President Obama did note some substantial differences with the Bush administration. He rejected “as false the choice between our safety and our ideals.” He noted that the founding ideals of the United States “still light the world, and we will not give them up for expedience's sake.” He was clearly departing from Bush administration policies in the War on Terror and announcing to the rest of the world his desire to work cooperatively where the previous administration might have used force. Nonetheless, President Obama did not promise the world a United States that would forsake its own self-interests. 

While making promises of cooperation, President Obama's inaugural address actually took a very aggressive tone in regard to foreign policy. He noted that the U.S. remains “the most prosperous, powerful nation on earth,” and that, “America must play its role in ushering in a new era of peace.” He promised that the U.S. would be assertive in combating terrorism, reducing the nuclear threat, and reducing “the specter of a warming planet.” Speaking generally, he noted near the end of his speech that, “This is the source of our confidence—the knowledge that God calls on us to shape an uncertain destiny.” President Obama made it clear that the U.S. would continue to assert its will, saying that “we are ready to lead once more.” His inaugural address pointed out that the U.S. was neither a country about to shrink from the rest of the world, nor a government prepared to give up its international leadership role. 

Regardless of the rhetorical tone taken by President Obama in his inaugural address, not a great deal is likely to actually change in terms of our international relationships. Even after President Bush became unpopular, nations around the world continued to do business with the government of the United States. President Obama is certainly experiencing a groundswell of goodwill, and he may be able to use that to his advantage. The time will inevitably come, however, when he will make decisions which will disappoint our international partners. His words in those specific cases will matter much more than the words of his inaugural speech or his campaign. Regardless, the nations of the world will continue to work with the United States.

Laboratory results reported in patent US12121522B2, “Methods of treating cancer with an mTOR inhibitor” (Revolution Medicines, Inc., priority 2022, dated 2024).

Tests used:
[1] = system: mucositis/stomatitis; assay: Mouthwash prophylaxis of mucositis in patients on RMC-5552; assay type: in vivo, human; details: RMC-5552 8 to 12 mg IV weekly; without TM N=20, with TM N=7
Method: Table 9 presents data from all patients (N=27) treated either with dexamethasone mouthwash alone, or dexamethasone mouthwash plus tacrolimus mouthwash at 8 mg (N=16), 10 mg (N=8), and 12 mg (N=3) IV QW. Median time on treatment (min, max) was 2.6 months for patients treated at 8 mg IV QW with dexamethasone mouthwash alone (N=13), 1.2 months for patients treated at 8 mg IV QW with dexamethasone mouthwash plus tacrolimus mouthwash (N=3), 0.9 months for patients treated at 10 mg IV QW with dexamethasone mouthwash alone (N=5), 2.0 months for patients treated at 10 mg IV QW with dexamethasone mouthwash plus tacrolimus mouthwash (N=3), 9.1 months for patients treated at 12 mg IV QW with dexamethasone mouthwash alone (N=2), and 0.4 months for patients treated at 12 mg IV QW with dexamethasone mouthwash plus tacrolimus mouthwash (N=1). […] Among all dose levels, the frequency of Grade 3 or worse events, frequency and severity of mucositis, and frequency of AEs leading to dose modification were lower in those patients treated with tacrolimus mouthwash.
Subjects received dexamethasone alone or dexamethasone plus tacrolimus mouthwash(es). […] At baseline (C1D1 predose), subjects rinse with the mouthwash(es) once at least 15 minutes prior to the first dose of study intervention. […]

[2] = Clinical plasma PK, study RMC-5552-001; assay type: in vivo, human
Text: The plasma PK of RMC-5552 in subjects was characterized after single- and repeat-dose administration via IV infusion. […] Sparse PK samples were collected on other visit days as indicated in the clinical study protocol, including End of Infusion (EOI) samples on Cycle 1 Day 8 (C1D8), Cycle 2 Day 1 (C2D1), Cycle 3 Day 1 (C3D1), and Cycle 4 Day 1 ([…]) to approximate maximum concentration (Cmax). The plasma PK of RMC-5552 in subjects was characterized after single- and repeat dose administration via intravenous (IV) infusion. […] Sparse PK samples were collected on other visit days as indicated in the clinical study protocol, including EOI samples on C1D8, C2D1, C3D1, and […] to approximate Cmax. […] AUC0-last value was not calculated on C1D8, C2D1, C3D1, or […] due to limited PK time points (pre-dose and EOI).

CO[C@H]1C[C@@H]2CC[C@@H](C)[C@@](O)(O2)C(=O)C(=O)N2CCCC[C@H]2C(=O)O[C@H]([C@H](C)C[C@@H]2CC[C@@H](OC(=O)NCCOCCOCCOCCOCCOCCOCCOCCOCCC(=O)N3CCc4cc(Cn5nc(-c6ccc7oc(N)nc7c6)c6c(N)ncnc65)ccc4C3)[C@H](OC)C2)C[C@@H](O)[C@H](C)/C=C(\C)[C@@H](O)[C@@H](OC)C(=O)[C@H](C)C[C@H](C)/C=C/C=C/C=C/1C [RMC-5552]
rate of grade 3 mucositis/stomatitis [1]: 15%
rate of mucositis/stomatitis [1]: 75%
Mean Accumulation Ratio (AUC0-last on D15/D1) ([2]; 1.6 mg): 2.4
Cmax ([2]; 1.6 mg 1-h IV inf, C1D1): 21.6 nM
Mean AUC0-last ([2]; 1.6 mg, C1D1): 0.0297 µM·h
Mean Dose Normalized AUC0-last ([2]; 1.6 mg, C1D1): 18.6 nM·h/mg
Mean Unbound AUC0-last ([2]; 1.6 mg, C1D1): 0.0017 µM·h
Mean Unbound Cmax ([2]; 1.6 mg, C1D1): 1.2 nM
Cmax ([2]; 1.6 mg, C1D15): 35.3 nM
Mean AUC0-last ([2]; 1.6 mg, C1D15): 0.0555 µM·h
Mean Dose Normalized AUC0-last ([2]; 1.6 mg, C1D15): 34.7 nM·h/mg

Words have important impacts, and President Obama's oratory is stirring. His rhetoric holds the promise of an excellent foreign policy. Communication, however, is likely not the problem with the general direction of U.S. foreign policy. While the choice of presidential speech or silence is critical in specific instances, here it means little to the general thrust of international affairs. The Obama administration will continue to act in the best interests of the United States, and foreign governments will continue to assert the interests of their homelands.  

The words President Obama spoke in his inaugural address were the right words, and they help create a space for the United States to build international partnerships. However, the impact of presidential foreign policy communication is not in how it stirs a domestic audience. The impact is in how it stirs foreign states who will continue to assert their own interests. 

About the author (s)

William F. Harlow

University of Texas of the Permian Basin

Assistant Professor